Amongst other reasons for my first trip to San Francisco a couple of weeks ago was the chow. Who could resist a weekend of eating in a town so noted for its dining scene?
Breakfast the first day was a write-off. There was no time to look, and so it was a toss up between the horribly overpriced hotel restaurant and the horribly overpriced hotel Starbucks. Starbucks won by virtue of being fast.
Lunch was at The Flytrap, chosen 50/50 for its proximity to where we already were and for its outstanding breadbasket. And the bread really was outstanding, especially a dense, dark, walnut spiked bread.
Appetizers were oysters rockefeller (good, I thought, but I've never had that dish before anywhere so it's a bit of a blind judgment) and dungeness crab cakes (tasty, with little filler and a sweet, salty, tart (but not tartar) sauce, tremendously good, and I have had these in a lot of places so I feel fit to judge that).
Mains were a veal tortellini and the hangtown fry - which I was assured was an authentic San Francisco dish dating back to the goldrush area. It certainly beats out the authentic food of the Cariboo goldrush (bacon, beans) with tender oysters embedded in a thick omelette. The fries on the side were only okayish unless they were dipped in the sauce from the tortellini which elevated them above the average.
The veal dish was excellent, with a well flavoured filling wrapped in a firm wrapper that seems to owe its texture almost as much to dim sum gow as to Italian pasta. A rich but not heavy brown sauce covered nicely.
Dinner was at Patio Espanol (2850 Alemany Blvd, 416 587 5117), though I couldn't even begin to tell you where that is exactly, all I know is there was much driving and thinking we were lost without actually, at any point, being lost. A party of six, we opted for a tapas approach adn ordered a wide variety of small plates, accompanied by jugs of dark, strong sangria.
Mushrooms in a white wine sauce were subtle compared to many of the other, mostly tomato based dishes, but were excellent nevertheless, and every last drip of sauce was mopped up with bread.
Mild chorizo fried with peppers and onions was my favourite dish - and I don't like peppers or onions, so that's saying something. I returned to it again and again for just a few more tastes.
A seafood main that was ordered for the table came with saffron rice so infused with flavour that you could smell it from the other end of the table.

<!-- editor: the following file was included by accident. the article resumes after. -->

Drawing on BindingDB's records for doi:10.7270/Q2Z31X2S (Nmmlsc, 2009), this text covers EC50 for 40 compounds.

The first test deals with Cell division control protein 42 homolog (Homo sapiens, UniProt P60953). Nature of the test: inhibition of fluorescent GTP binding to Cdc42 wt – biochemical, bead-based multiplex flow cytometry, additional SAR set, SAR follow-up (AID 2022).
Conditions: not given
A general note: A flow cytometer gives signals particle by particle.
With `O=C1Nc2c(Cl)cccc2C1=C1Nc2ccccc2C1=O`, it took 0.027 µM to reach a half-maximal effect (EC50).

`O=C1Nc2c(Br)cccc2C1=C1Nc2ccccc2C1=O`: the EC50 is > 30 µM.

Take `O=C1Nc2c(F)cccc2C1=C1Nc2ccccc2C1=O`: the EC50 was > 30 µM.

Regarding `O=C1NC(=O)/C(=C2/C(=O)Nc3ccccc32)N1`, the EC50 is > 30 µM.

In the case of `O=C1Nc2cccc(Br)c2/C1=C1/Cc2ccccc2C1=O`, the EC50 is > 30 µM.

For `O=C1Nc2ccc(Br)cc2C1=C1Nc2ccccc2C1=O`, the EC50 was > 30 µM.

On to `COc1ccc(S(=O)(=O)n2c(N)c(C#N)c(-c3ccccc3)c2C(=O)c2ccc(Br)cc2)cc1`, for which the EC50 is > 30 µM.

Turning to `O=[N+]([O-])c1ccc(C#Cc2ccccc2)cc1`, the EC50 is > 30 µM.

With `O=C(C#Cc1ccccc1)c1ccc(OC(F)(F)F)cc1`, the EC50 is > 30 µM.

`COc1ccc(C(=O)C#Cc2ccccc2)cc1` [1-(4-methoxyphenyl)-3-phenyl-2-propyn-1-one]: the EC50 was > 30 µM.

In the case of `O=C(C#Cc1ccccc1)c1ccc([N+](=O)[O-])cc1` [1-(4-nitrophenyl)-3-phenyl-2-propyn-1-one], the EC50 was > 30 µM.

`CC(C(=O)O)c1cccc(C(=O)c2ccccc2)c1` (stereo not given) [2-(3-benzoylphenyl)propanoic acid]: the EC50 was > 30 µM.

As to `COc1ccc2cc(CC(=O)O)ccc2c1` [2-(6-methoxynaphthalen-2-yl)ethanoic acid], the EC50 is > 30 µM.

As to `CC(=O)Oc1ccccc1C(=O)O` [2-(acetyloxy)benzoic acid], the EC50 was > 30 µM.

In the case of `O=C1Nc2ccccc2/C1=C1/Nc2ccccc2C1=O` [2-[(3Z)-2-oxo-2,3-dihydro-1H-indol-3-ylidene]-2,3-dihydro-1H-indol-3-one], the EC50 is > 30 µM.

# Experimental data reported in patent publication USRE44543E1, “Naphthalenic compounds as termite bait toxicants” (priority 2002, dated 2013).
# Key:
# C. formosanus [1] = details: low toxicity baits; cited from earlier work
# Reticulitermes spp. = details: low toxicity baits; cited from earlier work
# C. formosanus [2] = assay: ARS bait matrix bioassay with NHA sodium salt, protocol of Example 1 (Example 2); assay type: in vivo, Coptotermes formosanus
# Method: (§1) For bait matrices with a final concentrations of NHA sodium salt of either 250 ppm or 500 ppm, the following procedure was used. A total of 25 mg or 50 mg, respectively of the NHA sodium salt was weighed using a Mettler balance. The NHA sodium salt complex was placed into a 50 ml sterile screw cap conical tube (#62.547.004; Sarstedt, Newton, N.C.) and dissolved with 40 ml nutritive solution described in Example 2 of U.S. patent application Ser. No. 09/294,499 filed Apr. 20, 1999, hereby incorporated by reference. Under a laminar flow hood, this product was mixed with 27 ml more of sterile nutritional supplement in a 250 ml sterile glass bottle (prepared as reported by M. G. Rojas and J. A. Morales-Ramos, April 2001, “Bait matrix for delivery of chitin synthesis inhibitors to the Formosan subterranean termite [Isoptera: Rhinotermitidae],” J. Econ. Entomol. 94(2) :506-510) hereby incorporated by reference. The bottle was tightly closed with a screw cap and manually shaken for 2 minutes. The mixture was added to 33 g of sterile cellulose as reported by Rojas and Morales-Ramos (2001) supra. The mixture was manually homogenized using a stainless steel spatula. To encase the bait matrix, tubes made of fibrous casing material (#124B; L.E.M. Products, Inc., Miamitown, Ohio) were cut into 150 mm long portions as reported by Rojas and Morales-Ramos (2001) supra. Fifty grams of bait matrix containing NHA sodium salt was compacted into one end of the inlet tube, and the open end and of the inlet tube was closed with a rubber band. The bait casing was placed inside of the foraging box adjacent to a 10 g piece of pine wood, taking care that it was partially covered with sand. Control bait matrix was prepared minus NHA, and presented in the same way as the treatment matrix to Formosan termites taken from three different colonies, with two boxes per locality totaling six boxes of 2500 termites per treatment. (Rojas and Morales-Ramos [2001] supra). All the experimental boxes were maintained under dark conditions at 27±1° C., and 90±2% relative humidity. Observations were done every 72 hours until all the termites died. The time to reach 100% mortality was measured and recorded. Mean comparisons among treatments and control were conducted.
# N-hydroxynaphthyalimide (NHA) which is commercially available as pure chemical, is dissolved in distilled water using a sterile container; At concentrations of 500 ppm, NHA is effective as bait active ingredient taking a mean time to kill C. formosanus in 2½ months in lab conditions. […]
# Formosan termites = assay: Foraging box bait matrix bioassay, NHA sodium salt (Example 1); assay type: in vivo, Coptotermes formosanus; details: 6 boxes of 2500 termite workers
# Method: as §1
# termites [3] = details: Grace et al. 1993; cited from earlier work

Lightly battered calamari was perfectly finished - neither rubbery nor slimy.
I should probably mention the tripe served in a tomato sauce with chorizo that was as much soup as sauce. All of that served to mask the tripiness of the tripe, which really appeared only as an occasional spongy bit in sea of other things. I thought it was merely okay, and that it might have been better served by a protein able to hold up to sauce. That was not, however, the majority opinion, so your mileage, as they say, may vary.
There were a variety of other dishes, as well, serrano ham on a tomato pasted bread, potatoes with aioli (not potato salad, it was insisted), croquettes de bacalhau (excellent sauce with this) and several more that I'm sure I'm forgetting (uh, did I mention the Sangria? It was quite strong).
For dessert, we sampled flan, fried milk (a very delicate custard fried and dipped in cinnamon and sugar) and a bruleed cheese custard that was creme bruleeish in appearance but much denser, richer and more flavourful than creme brulee ever thought of being.
I spent the next morning wandering around near my hotel, and after a morning of nibbling on a bit of this and a piece of that at various bakeries along the way, I ended up at the Thirsty Bear brew pub for lunch. The soup of the day, a spicy garlic and onion soup with tomato accents was balanced by the crisp, citrus notes of their belgian wheat beer. Wild mushroom and goat cheese tart was set off by a slightly sweet, but far too thick, pastry crust. The accompanying greens were almost entirely undressed. With tapas sized dishes, 2 made for a pleasantly filling lunch.
Dinner was at Sultan with my game geek friends. We started with samosas and chicken rolls - greasier than they really needed to be, but otherwise good, with generous fillings and balanced spice.
Our dinner choices were chicken vindaloo, lamb korma, palak paneer and something else that I forget, with a couple of orders of fresh, hot naan to go with. Vindaloo was out of my spice range, but the korma was more my speed. Great mix of flavours, especially with the distinct flavours (especially the almond) clearly tastable, which is a rarity in my usual Indian haunts. The palak paneer had great, clear flavours as well. The naan was excellent - crunchy and chewy and piping hot.
Breakfast the last morning fell back on Starbucks, as I was once again very late, and it was very much faster than the hotel restaurant was likely to be.